The college football bowl season will reach overdrive this week, and some of the sport's best players will enjoy the festivities like the rest of us: from the comfort of recliners.

Players skipping bowl games to avoid injury and begin preparing for the NFL draft has become standard practice in recent years. Nearly 20 players this season have gone that route. That list includes Gophers linebacker Blake Cashman and offensive tackle Donnell Greene, both holdouts from the Quick Lane Bowl on Wednesday.

Ten years ago, a player voluntarily skipping a bowl game would have sparked outrage. Now, the reaction is more meh.

The College Football Playoff is the only postseason event that truly carries any significance. As a traditionalist who loves the history of college football, it feels heretical to devalue the importance of, say, the Rose Bowl. But viewed logically, non-playoff bowl games are merely exhibitions that extend the risk for injury and possibly damage the earning potential for NFL hopefuls, especially those projected as high draft picks.

Players who elect to skip bowl games are being pragmatic, not selfish. Criticism of their decision is shortsighted.

The case of Jaylon Smith shifted attitudes in this debate. The former Notre Dame linebacker was projected as a top-five pick. Then he suffered a devastating knee injury in the 2016 Fiesta Bowl and fell to the second round, costing him millions of dollars.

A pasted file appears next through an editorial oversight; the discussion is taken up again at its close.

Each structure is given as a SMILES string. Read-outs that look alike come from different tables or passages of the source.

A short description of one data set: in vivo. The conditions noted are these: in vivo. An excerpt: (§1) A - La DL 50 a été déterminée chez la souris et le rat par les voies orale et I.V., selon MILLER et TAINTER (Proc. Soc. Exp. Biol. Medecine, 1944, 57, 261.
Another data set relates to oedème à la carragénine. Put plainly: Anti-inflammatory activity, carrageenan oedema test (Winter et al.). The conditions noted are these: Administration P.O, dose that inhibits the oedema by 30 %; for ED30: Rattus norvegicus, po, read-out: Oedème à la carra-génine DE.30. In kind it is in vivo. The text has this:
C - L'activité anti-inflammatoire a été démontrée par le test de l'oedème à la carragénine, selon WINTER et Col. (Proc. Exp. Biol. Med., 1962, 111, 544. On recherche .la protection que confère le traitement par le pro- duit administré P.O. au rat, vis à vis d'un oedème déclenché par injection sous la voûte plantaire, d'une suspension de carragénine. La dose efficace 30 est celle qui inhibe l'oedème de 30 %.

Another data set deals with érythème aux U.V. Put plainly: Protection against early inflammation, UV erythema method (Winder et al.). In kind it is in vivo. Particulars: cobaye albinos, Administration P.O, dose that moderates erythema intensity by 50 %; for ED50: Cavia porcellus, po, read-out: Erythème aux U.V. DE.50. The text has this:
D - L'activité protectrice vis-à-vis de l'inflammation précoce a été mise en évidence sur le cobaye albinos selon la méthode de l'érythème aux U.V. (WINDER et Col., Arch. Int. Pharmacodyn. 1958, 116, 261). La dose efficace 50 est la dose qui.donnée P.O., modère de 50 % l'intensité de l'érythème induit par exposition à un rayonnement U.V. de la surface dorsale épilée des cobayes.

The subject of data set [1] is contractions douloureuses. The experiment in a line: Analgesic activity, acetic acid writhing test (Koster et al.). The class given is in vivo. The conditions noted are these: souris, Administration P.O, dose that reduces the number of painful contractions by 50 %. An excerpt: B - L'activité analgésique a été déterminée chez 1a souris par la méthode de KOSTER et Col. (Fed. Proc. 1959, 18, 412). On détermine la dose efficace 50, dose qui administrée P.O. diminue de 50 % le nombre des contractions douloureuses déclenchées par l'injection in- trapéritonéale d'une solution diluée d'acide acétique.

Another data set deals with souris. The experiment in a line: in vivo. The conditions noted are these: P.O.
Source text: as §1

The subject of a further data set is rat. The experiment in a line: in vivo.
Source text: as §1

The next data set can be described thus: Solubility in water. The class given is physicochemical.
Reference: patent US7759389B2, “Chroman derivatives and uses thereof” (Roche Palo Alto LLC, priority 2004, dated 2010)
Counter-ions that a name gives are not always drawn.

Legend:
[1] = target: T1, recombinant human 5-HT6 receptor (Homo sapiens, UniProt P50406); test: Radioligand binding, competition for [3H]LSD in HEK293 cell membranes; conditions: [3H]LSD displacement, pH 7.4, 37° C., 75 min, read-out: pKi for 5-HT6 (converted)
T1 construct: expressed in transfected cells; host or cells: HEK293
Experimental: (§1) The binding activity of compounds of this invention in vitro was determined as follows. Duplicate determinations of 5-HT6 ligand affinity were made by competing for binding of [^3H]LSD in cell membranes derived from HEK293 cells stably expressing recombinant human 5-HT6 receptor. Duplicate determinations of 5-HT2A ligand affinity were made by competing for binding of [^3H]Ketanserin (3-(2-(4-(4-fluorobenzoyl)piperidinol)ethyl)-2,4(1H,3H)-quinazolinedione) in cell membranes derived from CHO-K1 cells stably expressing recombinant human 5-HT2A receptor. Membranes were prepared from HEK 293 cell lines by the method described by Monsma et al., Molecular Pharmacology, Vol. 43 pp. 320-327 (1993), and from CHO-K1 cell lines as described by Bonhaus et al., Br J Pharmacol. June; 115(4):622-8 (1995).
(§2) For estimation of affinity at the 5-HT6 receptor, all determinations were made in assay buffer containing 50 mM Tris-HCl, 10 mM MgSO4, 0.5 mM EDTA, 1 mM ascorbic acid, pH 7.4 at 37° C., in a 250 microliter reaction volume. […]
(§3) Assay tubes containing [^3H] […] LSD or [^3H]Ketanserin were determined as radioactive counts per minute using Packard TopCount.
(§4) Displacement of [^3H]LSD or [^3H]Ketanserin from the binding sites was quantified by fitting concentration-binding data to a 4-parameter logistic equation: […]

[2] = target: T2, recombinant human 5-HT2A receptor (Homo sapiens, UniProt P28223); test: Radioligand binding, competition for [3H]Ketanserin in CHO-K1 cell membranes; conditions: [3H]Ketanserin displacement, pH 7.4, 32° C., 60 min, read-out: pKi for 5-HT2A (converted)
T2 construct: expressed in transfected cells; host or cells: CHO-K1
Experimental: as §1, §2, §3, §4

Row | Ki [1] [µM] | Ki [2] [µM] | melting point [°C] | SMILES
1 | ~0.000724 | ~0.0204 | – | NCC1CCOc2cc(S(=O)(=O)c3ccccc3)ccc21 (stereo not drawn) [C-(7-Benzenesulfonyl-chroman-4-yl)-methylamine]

He became a cautionary tale.

"I think everybody has a certain case of why they should or shouldn't do it, and I think every case has to be handled individually," Gophers coach P.J. Fleck said.

Cashman was the Gophers' best defensive player so his absence will have a significant impact. He's not considered a high draft prospect, and he might not get drafted at all. But by skipping a low-tier bowl, he'll avoid risking an injury that could kill his NFL dream altogether.

"I can give them advice, but I'll never tell anybody what to do," Fleck said.

For some, the decision is easy. Others probably wrestle with it, knowing not everyone will agree with their choice.

Former Gophers running back David Cobb would have been an interesting case study. Cobb was projected as a midround pick in 2014. Questions about his speed made it imperative that he perform well in the 40-yard dash for scouts in pre-draft workouts.

He suffered a hamstring injury that season. He recovered enough to play in the Citrus Bowl, but he admitted that "I wasn't quite myself."

I called Cobb this week to see if he might have skipped the bowl game had that trend been more prevalent at the time. He waffled.

"It's hard because I just want to play," he said. "I would want to show my stuff and just be out there with my teammates. That's the biggest thing for me: Not wanting to let my teammates down."

He paused.

"But also knowing that I wasn't really healthy," he said. "You have a lot of future goals that you've been working for your whole life. You kind of ask yourself, is it worth it? Of course you want to play that last game. But with the trend being how it is today and more acceptable … I mean, it's hard for me to say that I would sit out. But I definitely would have had a little more thought to go into it."

The Tennessee Titans drafted Cobb in the fifth round. He's trying to revive his career in the new Alliance of American Football League, which begins its inaugural season in February.

Cobb sounded torn on whether he would skip a bowl game, but he said players shouldn't be criticized for choosing that path.

"You don't want to come off as being a selfish person or not caring about [teammates]," he said. "That's not true at all. You're trying to look out for your future."

That future is potentially worth far more than any random bowl game.

Chip Scoggins